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Geisha: A Life Paperback – 30 Sep 2003

4.6 out of 5 stars 10 customer reviews

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Frequently bought together

  • Geisha: A Life
  • +
  • Geisha Of Gion: The True Story Of Japan's Foremost Geisha: The Memoir of Mineko Iwasaki
  • +
  • Autobiography Of A Geisha (Vintage Original)
Total price: £32.98
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Product details

  • Paperback: 336 pages
  • Publisher: Washington Square Press; Reprint edition (30 Sept. 2003)
  • Language: English
  • ISBN-10: 0743444299
  • ISBN-13: 978-0743444293
  • Product Dimensions: 13.5 x 2.3 x 21 cm
  • Average Customer Review: 4.6 out of 5 stars  See all reviews (10 customer reviews)
  • Amazon Bestsellers Rank: 47,563 in Books (See Top 100 in Books)
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Product description

Review

"Kirkus Reviews"

[A] valuable look at a little-known world, and an intimate glimpse into Japanese culture.



"Kirkus Reviews"

ÝA¨ valuable look at a little-known world, and an intimate glimpse into Japanese culture.



Kirkus Reviews [A] valuable look at a little-known world, and an intimate glimpse into Japanese culture.

"Kirkus Reviews"[A] valuable look at a little-known world, and an intimate glimpse into Japanese culture.

"Kirkus Reviews" [A] valuable look at a little-known world, and an intimate glimpse into Japanese culture.

Kirkus Reviews [A] valuable look at a little-known world, and an intimate glimpse into Japanese culture.

About the Author

Born in 1949, Mineko Iwasaki was Japan's star geisha until she retired at the age of twenty-nine. She now lives in a Kyoto suburb, with her family.


Customer Reviews

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Top Customer Reviews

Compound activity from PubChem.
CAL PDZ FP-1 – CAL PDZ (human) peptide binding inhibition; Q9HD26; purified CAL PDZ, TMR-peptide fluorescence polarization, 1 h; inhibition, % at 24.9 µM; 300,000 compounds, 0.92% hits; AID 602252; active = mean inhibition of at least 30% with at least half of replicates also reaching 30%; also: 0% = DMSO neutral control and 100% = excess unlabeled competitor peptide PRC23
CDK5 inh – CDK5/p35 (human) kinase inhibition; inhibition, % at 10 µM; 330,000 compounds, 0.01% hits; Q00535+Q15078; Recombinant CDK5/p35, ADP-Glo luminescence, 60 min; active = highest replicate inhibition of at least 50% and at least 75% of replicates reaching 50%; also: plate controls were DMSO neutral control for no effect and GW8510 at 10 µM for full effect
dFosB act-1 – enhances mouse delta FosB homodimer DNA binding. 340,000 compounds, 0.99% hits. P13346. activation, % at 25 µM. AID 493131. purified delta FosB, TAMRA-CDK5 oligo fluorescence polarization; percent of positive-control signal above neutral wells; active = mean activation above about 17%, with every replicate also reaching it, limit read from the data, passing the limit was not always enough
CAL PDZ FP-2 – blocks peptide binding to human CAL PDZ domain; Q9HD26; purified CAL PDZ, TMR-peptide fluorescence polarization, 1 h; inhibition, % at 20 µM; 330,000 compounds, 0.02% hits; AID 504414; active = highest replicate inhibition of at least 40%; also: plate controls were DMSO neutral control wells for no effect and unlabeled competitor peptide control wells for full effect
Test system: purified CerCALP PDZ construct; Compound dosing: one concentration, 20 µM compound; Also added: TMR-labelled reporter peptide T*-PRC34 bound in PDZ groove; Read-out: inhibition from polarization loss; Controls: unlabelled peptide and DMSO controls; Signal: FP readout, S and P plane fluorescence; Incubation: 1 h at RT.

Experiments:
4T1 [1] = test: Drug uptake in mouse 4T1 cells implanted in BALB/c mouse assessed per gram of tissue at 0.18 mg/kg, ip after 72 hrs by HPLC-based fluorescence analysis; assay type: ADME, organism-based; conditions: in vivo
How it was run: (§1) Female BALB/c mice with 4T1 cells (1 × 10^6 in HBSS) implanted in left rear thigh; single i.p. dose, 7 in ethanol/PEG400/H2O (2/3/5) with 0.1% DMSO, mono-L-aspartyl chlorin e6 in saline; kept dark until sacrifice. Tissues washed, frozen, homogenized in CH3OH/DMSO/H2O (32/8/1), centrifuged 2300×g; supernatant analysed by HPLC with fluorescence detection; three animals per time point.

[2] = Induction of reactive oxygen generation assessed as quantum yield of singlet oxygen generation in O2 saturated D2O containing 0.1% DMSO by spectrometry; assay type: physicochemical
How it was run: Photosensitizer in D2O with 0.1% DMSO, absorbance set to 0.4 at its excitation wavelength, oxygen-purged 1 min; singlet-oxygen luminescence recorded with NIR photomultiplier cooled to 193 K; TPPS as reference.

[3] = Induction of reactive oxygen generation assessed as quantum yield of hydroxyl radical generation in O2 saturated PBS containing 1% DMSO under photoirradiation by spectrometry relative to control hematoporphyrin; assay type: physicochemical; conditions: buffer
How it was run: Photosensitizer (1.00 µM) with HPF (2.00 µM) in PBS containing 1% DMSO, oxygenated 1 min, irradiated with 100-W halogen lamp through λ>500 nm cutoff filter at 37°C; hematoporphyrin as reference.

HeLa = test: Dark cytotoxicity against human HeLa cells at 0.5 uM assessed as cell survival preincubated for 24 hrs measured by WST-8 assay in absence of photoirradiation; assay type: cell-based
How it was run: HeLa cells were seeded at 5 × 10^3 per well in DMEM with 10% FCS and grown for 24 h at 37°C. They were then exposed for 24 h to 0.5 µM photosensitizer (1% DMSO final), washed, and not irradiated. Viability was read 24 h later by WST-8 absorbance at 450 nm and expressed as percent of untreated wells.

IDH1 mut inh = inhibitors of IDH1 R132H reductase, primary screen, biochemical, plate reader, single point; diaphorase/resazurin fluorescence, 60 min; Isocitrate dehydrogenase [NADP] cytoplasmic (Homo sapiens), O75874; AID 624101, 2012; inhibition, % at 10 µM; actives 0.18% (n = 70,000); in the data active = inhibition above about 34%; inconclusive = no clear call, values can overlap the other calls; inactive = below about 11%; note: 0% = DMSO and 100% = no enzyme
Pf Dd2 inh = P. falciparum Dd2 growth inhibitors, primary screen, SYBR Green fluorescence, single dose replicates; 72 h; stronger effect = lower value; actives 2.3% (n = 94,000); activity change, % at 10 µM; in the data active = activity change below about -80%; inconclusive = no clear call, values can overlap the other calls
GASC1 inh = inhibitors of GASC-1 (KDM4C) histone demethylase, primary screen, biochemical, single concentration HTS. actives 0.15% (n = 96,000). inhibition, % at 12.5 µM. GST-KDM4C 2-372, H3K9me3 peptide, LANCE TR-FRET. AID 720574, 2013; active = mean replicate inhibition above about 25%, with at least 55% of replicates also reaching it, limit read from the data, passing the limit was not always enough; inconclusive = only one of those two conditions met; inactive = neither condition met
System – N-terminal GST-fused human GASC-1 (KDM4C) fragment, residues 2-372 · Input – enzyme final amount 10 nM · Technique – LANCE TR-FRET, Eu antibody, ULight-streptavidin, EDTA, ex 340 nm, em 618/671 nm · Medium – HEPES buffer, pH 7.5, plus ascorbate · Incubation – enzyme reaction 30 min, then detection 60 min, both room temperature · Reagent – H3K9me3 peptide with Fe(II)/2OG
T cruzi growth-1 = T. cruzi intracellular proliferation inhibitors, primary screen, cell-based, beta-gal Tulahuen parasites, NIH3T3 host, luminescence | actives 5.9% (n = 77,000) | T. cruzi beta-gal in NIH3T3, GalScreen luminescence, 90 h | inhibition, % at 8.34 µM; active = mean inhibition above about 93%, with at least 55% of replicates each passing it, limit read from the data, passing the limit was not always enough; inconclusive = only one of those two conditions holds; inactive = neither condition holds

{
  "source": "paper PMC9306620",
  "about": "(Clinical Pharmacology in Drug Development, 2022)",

Format: Paperback
This is a very well written book by a highly successful geisha of the 1960's and 70's Japan. Hated and envied by her older geisha sister, adored by her adoptive geisha family, she went on to be Japan's most succesful geisha and retired early at the tender age of 29 to run a tea shop. Now suing Arthur Golden for breaking his vow of not naming her as his source for his acclaimed novel "Memoirs of a Geisha" as it was unheard of for a geisha to break the vow of silence on their lives. The book may not have the excitement and the attention of Golden's novel but at least it's a true story itself and well written enough to get the reader's interest. Worth buying in my opinion and a warning to everyone: it has a different title by a British publisher, "Geisha of Gion" as I made the mistake of buying it, only to realise it was the same book but under a different heading.
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Format: Hardcover Verified Purchase
Brilliant book, would recommend to anyone.
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Format: Paperback Verified Purchase
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Format: Paperback Verified Purchase
A very good read, describes Geisha life very well
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Format: Paperback
Geisha, A Life, by Mineko Iwasaki

I bought this book some time ago but only just got round to reading it. Western ideas of the Geisha are based largely on Arthur Golden's novel, Memoirs of a Geisha and, although his depiction has to a great extent been exposed as fanciful (he was successfully sued for defamation when it was released in Japan), there is little available to give a clearer picture of this secret world.

As I started reading Iwasaki, I had some scepticism - ok, as the number one Geisha maybe the elements involving prostitution didn't happen to her personally and so on - but as I read on I realised that Golden's fiction was based on Western fantasies and simply given a feeling of 'authenticity' by adding less important details he had gleaned from interviews. Iwasaki clarifies the background to show how various historical events and mistranslations easily support what westerners wanted to believe, but it is the sincerity, uniqueness and sheer marvel

of her life as a Geisha that evokes conviction and a sense of the marvellous.

On one of my trips to Japan years ago, I once encountered a Geisha in a hotel lobby. I didn't speak to her directly - simply viewed her from some feet away. But the atmosphere was as if royalty, an A-list Hollywood star, or someone like the Dalai Lama had just walked in. The charisma, for want of a better word, was so powerful it felt like a physical force that pushed me back against the wall. Everyone in the vicinity was in respectful awe of her personage as she passed through. The Geisha is a 'study of perfection' to use Iwasaki's words, and that is the impression I got.
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